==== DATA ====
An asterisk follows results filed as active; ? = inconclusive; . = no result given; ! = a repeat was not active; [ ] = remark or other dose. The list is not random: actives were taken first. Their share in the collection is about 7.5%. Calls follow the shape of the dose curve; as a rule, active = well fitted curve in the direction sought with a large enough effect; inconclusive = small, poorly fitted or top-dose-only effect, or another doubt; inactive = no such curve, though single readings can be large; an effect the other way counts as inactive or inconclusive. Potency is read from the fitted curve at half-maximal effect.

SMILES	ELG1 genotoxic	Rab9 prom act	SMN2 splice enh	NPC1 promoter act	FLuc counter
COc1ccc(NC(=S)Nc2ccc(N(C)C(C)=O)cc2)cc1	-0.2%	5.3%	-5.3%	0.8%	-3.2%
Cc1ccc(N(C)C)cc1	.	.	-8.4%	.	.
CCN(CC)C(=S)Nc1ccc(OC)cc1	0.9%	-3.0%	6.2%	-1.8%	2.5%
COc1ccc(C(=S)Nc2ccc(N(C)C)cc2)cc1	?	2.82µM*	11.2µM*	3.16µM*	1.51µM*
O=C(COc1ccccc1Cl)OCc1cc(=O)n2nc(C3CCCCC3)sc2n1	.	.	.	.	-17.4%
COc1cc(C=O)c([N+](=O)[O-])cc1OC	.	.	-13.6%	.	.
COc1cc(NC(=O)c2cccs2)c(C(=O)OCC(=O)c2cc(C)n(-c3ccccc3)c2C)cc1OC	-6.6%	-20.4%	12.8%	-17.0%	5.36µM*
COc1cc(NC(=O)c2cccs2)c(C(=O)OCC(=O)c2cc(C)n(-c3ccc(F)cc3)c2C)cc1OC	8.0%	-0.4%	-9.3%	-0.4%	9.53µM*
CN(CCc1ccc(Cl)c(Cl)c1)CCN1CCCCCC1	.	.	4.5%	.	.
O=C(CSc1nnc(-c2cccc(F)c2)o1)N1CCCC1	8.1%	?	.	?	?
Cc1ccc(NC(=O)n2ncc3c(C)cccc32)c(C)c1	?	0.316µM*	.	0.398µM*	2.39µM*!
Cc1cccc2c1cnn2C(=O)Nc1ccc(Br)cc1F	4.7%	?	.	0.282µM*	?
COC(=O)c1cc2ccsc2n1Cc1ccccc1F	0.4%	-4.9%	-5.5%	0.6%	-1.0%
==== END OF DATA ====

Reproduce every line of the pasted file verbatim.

An asterisk follows results filed as active; ? = inconclusive; . = no result given; ! = a repeat was not active; [ ] = remark or other dose. The list is not random: actives were taken first. Their share in the collection is about 7.5%. Calls follow the shape of the dose curve; as a rule, active = well fitted curve in the direction sought with a large enough effect; inconclusive = small, poorly fitted or top-dose-only effect, or another doubt; inactive = no such curve, though single readings can be large; an effect the other way counts as inactive or inconclusive. Potency is read from the fitted curve at half-maximal effect.

SMILES	ELG1 genotoxic	Rab9 prom act	SMN2 splice enh	NPC1 promoter act	FLuc counter
COc1ccc(NC(=S)Nc2ccc(N(C)C(C)=O)cc2)cc1	-0.2%	5.3%	-5.3%	0.8%	-3.2%
Cc1ccc(N(C)C)cc1	.	.	-8.4%	.	.
CCN(CC)C(=S)Nc1ccc(OC)cc1	0.9%	-3.0%	6.2%	-1.8%	2.5%
COc1ccc(C(=S)Nc2ccc(N(C)C)cc2)cc1	?	2.82µM*	11.2µM*	3.16µM*	1.51µM*
O=C(COc1ccccc1Cl)OCc1cc(=O)n2nc(C3CCCCC3)sc2n1	.	.	.	.	-17.4%
COc1cc(C=O)c([N+](=O)[O-])cc1OC	.	.	-13.6%	.	.
COc1cc(NC(=O)c2cccs2)c(C(=O)OCC(=O)c2cc(C)n(-c3ccccc3)c2C)cc1OC	-6.6%	-20.4%	12.8%	-17.0%	5.36µM*
COc1cc(NC(=O)c2cccs2)c(C(=O)OCC(=O)c2cc(C)n(-c3ccc(F)cc3)c2C)cc1OC	8.0%	-0.4%	-9.3%	-0.4%	9.53µM*
CN(CCc1ccc(Cl)c(Cl)c1)CCN1CCCCCC1	.	.	4.5%	.	.
O=C(CSc1nnc(-c2cccc(F)c2)o1)N1CCCC1	8.1%	?	.	?	?
Cc1ccc(NC(=O)n2ncc3c(C)cccc32)c(C)c1	?	0.316µM*	.	0.398µM*	2.39µM*!
Cc1cccc2c1cnn2C(=O)Nc1ccc(Br)cc1F	4.7%	?	.	0.282µM*	?
COC(=O)c1cc2ccsc2n1Cc1ccccc1F	0.4%	-4.9%	-5.5%	0.6%	-1.0%